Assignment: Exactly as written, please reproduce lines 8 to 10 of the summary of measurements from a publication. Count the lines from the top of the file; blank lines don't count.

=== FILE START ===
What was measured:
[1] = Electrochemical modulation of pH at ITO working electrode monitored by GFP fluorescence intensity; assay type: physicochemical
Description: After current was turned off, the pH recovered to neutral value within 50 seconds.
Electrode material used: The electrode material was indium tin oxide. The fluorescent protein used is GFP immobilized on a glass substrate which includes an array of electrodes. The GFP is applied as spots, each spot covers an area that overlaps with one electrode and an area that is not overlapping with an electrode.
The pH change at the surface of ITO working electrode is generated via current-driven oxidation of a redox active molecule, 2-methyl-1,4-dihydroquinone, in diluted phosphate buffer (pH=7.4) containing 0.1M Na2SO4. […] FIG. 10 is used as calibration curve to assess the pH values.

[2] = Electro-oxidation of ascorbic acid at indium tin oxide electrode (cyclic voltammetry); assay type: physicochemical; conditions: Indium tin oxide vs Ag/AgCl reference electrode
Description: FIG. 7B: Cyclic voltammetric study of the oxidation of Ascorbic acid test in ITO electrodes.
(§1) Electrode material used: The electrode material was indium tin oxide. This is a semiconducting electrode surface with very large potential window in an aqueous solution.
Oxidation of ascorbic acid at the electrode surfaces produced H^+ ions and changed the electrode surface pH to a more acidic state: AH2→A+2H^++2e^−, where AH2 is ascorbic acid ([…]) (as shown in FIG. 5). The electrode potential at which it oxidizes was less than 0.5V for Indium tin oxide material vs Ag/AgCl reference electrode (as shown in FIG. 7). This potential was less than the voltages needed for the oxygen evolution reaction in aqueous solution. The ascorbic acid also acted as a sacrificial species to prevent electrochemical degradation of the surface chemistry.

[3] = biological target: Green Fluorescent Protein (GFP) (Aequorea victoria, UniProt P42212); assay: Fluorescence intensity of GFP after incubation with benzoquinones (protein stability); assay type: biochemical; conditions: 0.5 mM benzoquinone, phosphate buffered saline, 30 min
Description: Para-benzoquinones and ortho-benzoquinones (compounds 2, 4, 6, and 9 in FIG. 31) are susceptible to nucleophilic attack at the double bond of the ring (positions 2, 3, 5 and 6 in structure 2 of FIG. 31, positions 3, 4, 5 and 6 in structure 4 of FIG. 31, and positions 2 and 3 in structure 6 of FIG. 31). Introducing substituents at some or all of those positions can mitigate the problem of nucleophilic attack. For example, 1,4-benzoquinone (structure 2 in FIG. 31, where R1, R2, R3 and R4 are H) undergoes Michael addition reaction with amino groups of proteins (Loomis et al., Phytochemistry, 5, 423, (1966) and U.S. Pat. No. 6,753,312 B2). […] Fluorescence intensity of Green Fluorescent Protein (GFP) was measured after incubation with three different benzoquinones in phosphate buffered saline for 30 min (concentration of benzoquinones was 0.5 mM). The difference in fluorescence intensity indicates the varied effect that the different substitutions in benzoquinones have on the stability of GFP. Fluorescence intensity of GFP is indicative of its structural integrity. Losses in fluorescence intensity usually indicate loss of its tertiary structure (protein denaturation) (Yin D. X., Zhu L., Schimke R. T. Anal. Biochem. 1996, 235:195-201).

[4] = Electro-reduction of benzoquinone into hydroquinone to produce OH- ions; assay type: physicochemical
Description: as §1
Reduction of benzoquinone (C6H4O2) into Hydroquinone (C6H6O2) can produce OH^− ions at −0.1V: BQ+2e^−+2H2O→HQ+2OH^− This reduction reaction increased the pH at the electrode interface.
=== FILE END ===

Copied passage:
(§1) Electrode material used: The electrode material was indium tin oxide. This is a semiconducting electrode surface with very large potential window in an aqueous solution.
Oxidation of ascorbic acid at the electrode surfaces produced H^+ ions and changed the electrode surface pH to a more acidic state: AH2→A+2H^++2e^−, where AH2 is ascorbic acid ([…]) (as shown in FIG. 5). The electrode potential at which it oxidizes was less than 0.5V for Indium tin oxide material vs Ag/AgCl reference electrode (as shown in FIG. 7). This potential was less than the voltages needed for the oxygen evolution reaction in aqueous solution. The ascorbic acid also acted as a sacrificial species to prevent electrochemical degradation of the surface chemistry.

[3] = biological target: Green Fluorescent Protein (GFP) (Aequorea victoria, UniProt P42212); assay: Fluorescence intensity of GFP after incubation with benzoquinones (protein stability); assay type: biochemical; conditions: 0.5 mM benzoquinone, phosphate buffered saline, 30 min